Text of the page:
jon.maloy at ericsson.com
Thu Feb 13 14:58:19 PST 2003
Andy Pfiffer wrote:
On Thu, 2003-02-13 at 11:13, Rod Van Meter wrote:
First off, this looks like very useful functionality. I'm happy to
see it. And it comes with documentation, too!
I've made a first pass through the PDF file that describes what it is
and how it does it.
Cold-medicine-induced rambling follows: ;^)
The first thing that strikes me is that it is similar in routing and
neighbor discovery to several distributed memory message-passing systems
developed during the mid-'80's. They were characterized as systems
composed of nodes connected only by point-to-point networks, and all
routing was performed by store-and-forward of messages by the nodes
within the system. Several platforms were built this way, including
those based upon INMOS Transputers, the early nCUBE, the Intel iPSC 1,
and a few-other early hypercubes.
You are right. The protocol is focused on intra-cluster communication
with full connectivity, and when configuring otherwise one has to be
aware of the limitations. It is not described in the document yet, but
way inter-cluster links are set up now means that each processor has at
two links to any neigbouring cluster. Hence there will at most be one
step at TIPC level per message. Even this can be avoided if the most
traffic nodes can be identified. One can manually set up links between a
pair of processors.
Having said this, the inter-cluster links have not been used within our
products, so we do not really know their limitations. Until recently
we have recommended use of TCP for inter cluster communication.
On the other hand 'full connectivity" may mean setting up a
distributed cluster using an ip-based protocol (udp,sctp,tcp...), and
one or more routers without TIPC being aware of this.
If I understand the document correctly, the "Hello" mechanism and
routing table discovery/maintenance used by TIPC can have scaling
complications on very large systems (100's to 1000's of communicating
agents) when configured with insufficient internal connectivity. A
spanning tree-based algorithm for maintaining the routing tables looks
like the ideal solution (nearly all of the needed adjacency information
is present) to apply here, rather than hardware-based broadcast on a
subnet or software-based "replicast."
I can not se that the "hello" mechanism is a limitation, it is only a
multicast sent out over a limited period of time, using (now) an
backoff algorithm to determine frequency.
A potentially bigger problem is the background supervision of links when
we have hundreds of them in each processor. I have made some
on this, and with modern processor speed, memory amounts and bandwidth
available we should be able to handle clusters with ~1000 nodes without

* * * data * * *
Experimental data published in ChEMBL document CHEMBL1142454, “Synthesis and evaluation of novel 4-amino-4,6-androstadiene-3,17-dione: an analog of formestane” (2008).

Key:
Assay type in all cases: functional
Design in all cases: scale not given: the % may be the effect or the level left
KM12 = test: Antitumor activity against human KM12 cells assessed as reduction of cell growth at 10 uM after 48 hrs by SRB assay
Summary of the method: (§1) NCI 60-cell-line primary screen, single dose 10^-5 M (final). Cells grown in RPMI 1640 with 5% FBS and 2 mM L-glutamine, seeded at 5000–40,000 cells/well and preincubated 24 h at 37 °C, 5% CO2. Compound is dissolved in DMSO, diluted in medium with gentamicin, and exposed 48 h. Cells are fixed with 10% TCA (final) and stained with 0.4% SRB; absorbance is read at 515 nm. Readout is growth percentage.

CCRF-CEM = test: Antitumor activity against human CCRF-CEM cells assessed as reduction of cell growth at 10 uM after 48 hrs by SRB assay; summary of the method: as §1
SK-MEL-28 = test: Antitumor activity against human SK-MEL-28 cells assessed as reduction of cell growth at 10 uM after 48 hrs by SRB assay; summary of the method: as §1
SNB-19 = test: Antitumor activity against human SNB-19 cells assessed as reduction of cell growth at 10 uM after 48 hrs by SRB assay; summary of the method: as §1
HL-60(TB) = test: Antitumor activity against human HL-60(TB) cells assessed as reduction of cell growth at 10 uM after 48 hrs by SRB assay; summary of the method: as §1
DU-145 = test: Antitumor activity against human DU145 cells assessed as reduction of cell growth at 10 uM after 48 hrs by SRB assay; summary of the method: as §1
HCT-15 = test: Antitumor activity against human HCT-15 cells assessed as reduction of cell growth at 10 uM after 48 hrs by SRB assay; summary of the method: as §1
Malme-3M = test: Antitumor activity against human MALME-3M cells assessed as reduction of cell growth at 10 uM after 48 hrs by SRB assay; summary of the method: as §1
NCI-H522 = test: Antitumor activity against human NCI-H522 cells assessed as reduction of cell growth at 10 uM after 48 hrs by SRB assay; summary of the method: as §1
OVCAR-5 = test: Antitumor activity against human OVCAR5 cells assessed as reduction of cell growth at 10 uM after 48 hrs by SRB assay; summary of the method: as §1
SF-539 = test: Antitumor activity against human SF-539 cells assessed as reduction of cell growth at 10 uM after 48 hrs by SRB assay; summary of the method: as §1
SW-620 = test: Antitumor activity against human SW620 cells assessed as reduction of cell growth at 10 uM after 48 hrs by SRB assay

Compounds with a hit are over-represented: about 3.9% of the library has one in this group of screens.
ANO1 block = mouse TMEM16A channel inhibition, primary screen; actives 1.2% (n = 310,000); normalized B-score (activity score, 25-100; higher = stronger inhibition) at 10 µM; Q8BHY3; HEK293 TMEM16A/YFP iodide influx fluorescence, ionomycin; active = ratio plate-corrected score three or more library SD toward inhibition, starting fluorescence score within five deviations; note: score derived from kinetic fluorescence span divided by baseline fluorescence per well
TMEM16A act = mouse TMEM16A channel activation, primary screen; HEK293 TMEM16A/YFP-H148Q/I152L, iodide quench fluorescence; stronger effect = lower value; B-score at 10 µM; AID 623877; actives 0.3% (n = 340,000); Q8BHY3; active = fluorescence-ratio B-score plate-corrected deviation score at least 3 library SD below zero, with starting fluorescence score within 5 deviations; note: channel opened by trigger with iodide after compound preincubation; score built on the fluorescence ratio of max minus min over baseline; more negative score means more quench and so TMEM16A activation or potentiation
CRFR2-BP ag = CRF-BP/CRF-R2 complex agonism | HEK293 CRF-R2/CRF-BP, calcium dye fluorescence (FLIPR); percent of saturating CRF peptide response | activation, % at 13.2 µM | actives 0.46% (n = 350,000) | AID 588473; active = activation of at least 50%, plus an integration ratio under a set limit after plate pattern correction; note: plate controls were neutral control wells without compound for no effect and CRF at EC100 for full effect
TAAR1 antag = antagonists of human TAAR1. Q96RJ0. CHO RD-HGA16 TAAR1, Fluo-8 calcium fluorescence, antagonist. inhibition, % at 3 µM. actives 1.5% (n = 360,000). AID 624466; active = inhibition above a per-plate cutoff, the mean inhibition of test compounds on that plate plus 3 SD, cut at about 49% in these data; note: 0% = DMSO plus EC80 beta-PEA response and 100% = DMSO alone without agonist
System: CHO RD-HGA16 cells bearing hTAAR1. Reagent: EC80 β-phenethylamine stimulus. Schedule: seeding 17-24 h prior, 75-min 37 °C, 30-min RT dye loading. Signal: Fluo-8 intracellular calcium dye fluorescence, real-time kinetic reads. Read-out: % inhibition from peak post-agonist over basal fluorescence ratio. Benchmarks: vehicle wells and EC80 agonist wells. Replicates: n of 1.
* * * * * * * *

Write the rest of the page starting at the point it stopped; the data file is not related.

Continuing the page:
any significant background load. (Remember that while total number of
links grow as (nodes^2) for the whole cluster, number of links to
*per node* still only grows at a linear rate.) This would have been a
in the 90:s, but as long as processor speed keeps evolving (a lot)
cluster sizes this does not pose any serious problem. Moore's law is
About keeping naming and routing tables up to date, there is certainly
ways of doing this, but it has served us well so far, with clusters of
Maybe something for the TODO list...
The "zone" abstraction is also similar to techniques developed for
buffer management and flow-control in the high-performance
message-passing present on systems like the Intel iPSC2 and the Intel
Paragon. In those systems, all-to-all communication needed to be
supported, but the O(N^2) time and space requirements rapidly became
prohibitive with 100's of nodes.
As already said, this was an insurmountable problem some years ago, but
not with today's processors and switches. 1000 nodes means 1998 links
to maintain per node, meaning one supervision timer expiring each 0.5
with today's supervision rate. An in most cases the timer will wake up
to do nothing,
given the way the protocol works.
Certainly a challenge, but not impossible, an we are talking about an
which I don't think is very relevant right now. The day we see such
clusters, I am
certain that we will have processor to deal with it as well.
Internally, NX message passing
maintained an LRU of "nearest logical neighbors", and transparently
handled the attach/detach dynamically between one node and a set of
other nodes. TIPC appears to be similar, at least in the description,
of that kind of behavior.
I'm curious as to the behavior of the protocol in some of the strange
boundary conditions, as in the case where the reroute counter of a
message has expired and the system is attempting to return it to the
sender, what happens if all routes to the original sender are cut or if
the sender has been removed?
It will be dropped. What else is there to do...
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